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Armed Auditors: More IRS Abuses Told

Hearing: Senators hear of military-style raids that found no tax fraud but which ruined people's finances. Agency's ties to war on drugs blamed.

April 30, 1998|RALPH VARTABEDIAN | TIMES STAFF WRITER

WASHINGTON — As the Internal Revenue Service has expanded its role in the federal war on drugs, it has begun subjecting ordinary American taxpayers to the same heavy-handed enforcement techniques used on drug lords and money launderers, a Senate committee was told Wednesday.

Several taxpayers described how they became the targets of surprise raids conducted by dozens of armed IRS agents on their homes and businesses--searches that ultimately failed to result in prosecutions for tax fraud but did manage to financially devastate the taxpayers.

IRS Commissioner Charles O. Rossotti acknowledged that the allegations, if true, would amount to misconduct. But he said that privacy laws prevent him from confirming or denying the detailed accounts related to the Senate Finance Committee.

"Should even one of these allegations be true, that's one too many, and I won't tolerate it," Rossotti told reporters at a hastily called news conference at IRS national headquarters.

The Senate hearing put a particularly harsh spotlight on the IRS Criminal Investigation Division, a 4,500-employee operation that has sweeping law enforcement powers often described as greater than any other federal agency.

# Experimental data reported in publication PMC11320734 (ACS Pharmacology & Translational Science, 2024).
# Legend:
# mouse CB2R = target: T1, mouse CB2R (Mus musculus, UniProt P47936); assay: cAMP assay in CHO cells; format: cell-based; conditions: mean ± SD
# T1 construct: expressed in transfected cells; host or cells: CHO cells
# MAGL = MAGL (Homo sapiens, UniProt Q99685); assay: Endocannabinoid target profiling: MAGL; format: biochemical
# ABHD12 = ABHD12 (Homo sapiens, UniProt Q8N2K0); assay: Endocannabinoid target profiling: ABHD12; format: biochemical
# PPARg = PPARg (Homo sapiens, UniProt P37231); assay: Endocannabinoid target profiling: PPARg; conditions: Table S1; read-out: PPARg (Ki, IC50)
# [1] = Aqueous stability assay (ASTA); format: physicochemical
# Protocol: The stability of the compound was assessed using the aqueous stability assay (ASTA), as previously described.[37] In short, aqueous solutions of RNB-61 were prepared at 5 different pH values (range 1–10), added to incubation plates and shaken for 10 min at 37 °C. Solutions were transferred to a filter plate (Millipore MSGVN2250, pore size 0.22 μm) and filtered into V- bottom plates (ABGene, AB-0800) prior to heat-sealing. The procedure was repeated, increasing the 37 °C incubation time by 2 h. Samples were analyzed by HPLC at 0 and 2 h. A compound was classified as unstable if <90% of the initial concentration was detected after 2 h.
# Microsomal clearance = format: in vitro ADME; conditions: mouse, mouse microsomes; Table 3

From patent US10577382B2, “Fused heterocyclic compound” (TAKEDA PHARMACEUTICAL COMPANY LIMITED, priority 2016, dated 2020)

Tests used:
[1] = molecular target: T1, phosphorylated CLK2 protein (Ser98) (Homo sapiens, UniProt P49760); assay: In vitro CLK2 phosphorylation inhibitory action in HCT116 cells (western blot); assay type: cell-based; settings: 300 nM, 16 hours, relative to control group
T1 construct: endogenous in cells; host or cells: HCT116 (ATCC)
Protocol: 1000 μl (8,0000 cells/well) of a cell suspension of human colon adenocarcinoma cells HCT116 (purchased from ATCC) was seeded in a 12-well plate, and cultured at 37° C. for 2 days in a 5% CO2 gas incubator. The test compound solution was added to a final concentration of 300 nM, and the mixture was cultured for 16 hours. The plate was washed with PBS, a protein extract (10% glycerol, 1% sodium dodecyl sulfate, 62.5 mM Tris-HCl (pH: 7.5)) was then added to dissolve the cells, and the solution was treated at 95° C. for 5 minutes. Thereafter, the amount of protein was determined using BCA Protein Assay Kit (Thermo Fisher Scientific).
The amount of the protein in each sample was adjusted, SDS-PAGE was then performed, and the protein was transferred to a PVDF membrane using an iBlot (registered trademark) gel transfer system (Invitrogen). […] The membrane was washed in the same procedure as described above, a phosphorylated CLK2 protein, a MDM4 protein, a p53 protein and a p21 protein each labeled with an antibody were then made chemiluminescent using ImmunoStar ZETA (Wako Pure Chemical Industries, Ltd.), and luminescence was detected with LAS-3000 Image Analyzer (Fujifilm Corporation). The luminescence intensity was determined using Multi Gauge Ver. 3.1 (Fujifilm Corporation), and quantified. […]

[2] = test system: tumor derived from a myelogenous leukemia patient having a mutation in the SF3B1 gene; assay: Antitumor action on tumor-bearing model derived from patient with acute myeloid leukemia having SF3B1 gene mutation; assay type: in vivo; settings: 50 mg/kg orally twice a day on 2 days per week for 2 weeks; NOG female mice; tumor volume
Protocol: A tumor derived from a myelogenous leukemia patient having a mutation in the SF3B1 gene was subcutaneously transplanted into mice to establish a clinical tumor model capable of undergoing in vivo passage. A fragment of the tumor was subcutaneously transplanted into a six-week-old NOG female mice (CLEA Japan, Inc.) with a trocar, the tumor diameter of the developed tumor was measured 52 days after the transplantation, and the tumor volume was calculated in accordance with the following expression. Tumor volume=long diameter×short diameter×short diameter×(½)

In the last several years, the division has become more involved in the fight against illegal drugs, a major diversion from its traditional emphasis on conventional tax fraud. About 34% of the organization's cases involve drugs, and additional cases concern money laundering.

Experts said that the focus on drugs is changing the personality of the agency. The IRS has been systematically turning up the heat on taxpayers over the last two decades, according to Robert Edwin Davis, a Dallas tax attorney for 40 years who testified Tuesday at the Senate hearings.

Davis, a deputy assistant attorney general for taxes during the Reagan administration, said that undercover investigations were unheard of in the 1980s, and search warrants were used only about a dozen times each year. Today, Davis said, search warrant use is up twentyfold.

"There is a migration of these SWAT team techniques in our government, and we have to be careful about it," said Sen. Daniel Patrick Moynihan (D-N.Y.) at the hearing.

Added Sen. Frank H. Murkowski (R-Alaska): "Such Gestapo-like actions are uncalled for." Sen. Don Nickles (R-Okla.) said: "The CID is out of control." Sen. Kent Conrad (D-N.D.), a former state tax director, said: "It sounds like police state tactics. It's preposterous."

None of the taxpayers who testified Wednesday about IRS raids against them was ever convicted of drug or tax violations. The witnesses said that they were never informed of any tax audit or criminal investigation before the IRS teams walked through their front doors.

John Colaprete, a Virginia restaurant owner, said that his home and two of his restaurants were raided by dozens of armed IRS agents because of phony allegations from a bookkeeper who was later convicted of cheating his business.

W.A. "Tex" Moncrief Jr., a Texas oil millionaire, testified that 64 armed IRS agents--two for each of his employees--stormed through the door of his Fort Worth oil firm shouting "IRS! This business is under criminal investigation. Remove your hands from the keyboard and back away from the computers!"

Moncrief said that he eventually paid the IRS $23 million to end the harassment of his family, despite the fact that the IRS never established that he owed back taxes.

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